Ransomware and Crisis Preparedness

May 18, 2017

 The current global ransomware attack that’s playing havoc with more than 200,000 computers around the world has renewed focus on crisis management strategies for cyberattacks.

These situations involve hackers installing malicious software that encrypts the target’s data. The attack threatens the victim’s ability to operate—blocking services, transactions, access to records, and other functions. Typically, the hackers demand payment in the form of virtual currency such as Bitcoin, the international cryptocurrency, in return for unlocking the data. Ransom amounts are often relatively small, tempting the victims with expedience versus long and possibly fruitless data recovery efforts and criminal investigations. Under normal conditions, most victims would never consider negotiating with criminals, but the alternative can be to watch helplessly as your business grinds to a halt and your customers face enormous financial consequences.

Hackers want to get in and out fast. Our clients find that even restoring data from their own backup sources can take days. Some companies are paying the ransom, although they don’t want to talk about it, in order to recover data more rapidly. But it can take several business days to establish a Bitcoin account. If you have hospitals and physicians, for example, who can’t access patient records and images for days, then patient care and the related revenue streams are disrupted. Some businesses will choose to pay in spite of their misgivings. The situation is further complicated by the fact that many cyberinsurance policies prohibit ransom payments, which could trigger cancellation of coverage. It’s a risky call.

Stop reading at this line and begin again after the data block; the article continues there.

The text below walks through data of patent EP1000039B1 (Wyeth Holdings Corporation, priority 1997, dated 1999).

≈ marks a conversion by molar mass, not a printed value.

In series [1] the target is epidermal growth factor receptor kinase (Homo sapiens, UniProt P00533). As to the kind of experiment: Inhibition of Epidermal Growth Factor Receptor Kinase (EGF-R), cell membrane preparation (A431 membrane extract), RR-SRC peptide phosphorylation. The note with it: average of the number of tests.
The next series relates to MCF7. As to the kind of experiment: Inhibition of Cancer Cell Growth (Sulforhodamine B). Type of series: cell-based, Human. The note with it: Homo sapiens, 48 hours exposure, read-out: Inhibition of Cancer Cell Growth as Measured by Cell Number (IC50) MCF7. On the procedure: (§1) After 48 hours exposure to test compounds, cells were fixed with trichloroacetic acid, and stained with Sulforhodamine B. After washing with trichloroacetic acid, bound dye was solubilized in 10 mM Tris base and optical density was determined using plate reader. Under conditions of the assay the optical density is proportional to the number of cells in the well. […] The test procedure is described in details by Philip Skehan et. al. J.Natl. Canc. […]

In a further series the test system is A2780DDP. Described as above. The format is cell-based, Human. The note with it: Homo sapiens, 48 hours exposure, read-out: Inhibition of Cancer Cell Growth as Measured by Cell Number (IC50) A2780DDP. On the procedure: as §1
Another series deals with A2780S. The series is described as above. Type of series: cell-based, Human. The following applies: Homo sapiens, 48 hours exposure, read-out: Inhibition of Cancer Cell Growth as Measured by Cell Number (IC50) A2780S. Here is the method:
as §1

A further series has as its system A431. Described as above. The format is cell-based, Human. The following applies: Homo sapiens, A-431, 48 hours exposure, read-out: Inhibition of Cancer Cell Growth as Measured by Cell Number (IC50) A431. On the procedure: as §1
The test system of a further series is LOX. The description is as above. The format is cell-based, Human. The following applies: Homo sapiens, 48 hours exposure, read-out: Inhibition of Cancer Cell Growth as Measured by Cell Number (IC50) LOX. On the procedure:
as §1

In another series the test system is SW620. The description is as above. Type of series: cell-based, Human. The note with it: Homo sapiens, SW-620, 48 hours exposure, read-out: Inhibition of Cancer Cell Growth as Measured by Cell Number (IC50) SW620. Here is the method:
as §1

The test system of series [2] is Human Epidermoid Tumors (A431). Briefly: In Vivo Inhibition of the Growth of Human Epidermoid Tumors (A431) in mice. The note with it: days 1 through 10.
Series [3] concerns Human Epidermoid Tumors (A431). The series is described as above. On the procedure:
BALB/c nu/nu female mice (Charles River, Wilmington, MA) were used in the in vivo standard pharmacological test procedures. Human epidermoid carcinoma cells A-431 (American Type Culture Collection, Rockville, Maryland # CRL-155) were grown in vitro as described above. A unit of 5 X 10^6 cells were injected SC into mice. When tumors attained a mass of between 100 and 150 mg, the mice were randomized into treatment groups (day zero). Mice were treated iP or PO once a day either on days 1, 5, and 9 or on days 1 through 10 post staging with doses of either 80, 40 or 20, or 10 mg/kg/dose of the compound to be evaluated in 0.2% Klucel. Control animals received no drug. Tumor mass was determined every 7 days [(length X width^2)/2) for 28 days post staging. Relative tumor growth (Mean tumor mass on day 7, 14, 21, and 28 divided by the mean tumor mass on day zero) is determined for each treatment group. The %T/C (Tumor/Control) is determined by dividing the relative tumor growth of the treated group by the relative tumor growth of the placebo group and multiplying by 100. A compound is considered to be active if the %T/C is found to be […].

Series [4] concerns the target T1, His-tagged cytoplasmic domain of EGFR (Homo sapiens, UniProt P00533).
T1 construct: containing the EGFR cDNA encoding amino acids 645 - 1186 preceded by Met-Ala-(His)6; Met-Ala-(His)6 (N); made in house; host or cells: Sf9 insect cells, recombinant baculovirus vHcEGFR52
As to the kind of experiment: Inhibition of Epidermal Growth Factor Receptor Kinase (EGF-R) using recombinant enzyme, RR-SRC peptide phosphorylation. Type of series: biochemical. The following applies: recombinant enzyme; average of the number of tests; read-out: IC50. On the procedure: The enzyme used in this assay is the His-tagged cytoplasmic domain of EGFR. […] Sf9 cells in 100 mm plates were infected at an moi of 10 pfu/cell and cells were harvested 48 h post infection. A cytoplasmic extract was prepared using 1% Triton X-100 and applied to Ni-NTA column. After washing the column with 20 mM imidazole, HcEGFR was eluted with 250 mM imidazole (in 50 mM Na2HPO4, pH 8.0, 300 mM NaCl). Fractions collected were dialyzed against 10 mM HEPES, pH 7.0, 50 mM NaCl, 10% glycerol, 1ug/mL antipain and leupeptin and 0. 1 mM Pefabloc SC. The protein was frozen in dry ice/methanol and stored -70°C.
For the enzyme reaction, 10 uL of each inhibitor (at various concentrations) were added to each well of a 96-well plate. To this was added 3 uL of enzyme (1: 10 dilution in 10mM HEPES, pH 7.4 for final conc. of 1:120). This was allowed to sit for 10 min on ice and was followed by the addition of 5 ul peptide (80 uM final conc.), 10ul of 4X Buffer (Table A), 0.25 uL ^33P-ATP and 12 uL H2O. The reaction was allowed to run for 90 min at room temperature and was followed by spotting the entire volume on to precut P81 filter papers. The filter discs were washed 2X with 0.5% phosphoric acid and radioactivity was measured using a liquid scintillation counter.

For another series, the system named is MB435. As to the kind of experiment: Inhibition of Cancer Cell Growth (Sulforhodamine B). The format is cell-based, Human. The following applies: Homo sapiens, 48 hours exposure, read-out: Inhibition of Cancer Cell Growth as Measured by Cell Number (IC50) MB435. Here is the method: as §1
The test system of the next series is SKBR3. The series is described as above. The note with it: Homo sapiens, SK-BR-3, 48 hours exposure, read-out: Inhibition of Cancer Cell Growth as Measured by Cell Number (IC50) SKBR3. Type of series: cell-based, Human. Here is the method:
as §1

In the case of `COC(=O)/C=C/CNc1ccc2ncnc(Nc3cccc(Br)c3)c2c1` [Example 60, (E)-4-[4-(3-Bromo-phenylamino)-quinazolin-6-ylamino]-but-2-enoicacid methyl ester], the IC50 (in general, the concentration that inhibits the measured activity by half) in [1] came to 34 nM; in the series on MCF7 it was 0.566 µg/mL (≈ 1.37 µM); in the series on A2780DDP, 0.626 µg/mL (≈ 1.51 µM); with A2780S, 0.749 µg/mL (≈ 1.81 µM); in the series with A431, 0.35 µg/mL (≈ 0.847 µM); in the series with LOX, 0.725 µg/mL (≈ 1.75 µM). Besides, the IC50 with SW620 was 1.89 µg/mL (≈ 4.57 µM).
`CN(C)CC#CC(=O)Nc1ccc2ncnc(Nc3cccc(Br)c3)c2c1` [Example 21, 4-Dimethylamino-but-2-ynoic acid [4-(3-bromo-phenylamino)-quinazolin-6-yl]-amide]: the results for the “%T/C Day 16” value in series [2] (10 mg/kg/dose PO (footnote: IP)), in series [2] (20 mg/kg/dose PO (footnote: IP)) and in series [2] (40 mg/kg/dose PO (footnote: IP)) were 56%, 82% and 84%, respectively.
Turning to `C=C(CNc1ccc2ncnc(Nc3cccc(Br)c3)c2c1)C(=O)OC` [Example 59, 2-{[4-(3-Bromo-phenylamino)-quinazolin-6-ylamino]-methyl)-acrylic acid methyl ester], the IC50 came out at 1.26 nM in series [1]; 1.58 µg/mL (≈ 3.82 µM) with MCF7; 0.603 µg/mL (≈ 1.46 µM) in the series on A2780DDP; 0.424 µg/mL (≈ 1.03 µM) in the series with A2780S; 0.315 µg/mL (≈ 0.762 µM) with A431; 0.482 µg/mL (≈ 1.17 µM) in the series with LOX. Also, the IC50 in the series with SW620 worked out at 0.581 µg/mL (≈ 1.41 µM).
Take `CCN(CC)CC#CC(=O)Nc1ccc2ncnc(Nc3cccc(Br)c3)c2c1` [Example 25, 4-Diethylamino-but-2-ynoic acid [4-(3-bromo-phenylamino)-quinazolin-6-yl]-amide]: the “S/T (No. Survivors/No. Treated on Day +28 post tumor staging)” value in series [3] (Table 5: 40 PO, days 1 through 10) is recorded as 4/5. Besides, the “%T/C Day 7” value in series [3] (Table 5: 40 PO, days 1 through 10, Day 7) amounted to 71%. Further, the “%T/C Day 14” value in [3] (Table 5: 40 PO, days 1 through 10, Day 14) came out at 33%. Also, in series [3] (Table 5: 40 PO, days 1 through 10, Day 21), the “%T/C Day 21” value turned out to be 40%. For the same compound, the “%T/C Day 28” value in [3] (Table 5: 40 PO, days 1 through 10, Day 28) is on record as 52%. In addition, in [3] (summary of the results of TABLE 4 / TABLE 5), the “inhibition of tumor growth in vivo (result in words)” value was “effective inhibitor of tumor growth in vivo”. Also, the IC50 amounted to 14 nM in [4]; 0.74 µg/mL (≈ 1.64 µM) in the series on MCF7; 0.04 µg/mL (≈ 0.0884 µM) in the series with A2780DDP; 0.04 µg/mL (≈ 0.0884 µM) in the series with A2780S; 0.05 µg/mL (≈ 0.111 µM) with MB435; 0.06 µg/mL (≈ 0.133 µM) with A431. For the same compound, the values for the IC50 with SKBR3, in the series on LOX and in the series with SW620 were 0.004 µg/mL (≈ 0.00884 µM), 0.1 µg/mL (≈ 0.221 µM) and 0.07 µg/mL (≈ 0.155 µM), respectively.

My advice to businesses:
• Recognize that everyone is vulnerable
• Backup your systems strategically
• Create a Bitcoin account and hope you never have to use it

With cyber threats on the rise, companies are stockpiling digital currency in preparation.

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Create a Bitcoin account and hope you never have to use it.

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